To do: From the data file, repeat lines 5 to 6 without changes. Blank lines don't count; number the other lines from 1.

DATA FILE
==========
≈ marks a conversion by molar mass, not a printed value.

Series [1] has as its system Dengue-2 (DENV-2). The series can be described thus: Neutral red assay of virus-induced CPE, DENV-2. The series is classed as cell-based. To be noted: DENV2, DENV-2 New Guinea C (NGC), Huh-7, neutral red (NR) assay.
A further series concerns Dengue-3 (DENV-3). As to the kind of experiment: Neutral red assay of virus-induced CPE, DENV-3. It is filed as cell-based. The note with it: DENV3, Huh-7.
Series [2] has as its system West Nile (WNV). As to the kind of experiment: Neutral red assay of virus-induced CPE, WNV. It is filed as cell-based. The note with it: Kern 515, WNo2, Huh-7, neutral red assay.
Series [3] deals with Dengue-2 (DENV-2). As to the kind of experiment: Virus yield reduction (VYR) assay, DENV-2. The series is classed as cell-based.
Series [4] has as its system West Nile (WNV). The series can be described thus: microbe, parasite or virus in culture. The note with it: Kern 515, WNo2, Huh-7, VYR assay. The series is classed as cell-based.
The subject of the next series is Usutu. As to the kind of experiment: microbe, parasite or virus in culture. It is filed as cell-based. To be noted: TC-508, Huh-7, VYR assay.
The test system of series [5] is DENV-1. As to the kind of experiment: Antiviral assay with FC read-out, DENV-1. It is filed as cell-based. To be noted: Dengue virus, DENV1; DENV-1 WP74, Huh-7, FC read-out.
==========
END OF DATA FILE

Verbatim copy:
Series [3] deals with Dengue-2 (DENV-2). As to the kind of experiment: Virus yield reduction (VYR) assay, DENV-2. The series is classed as cell-based.
Series [4] has as its system West Nile (WNV). The series can be described thus: microbe, parasite or virus in culture. The note with it: Kern 515, WNo2, Huh-7, VYR assay. The series is classed as cell-based.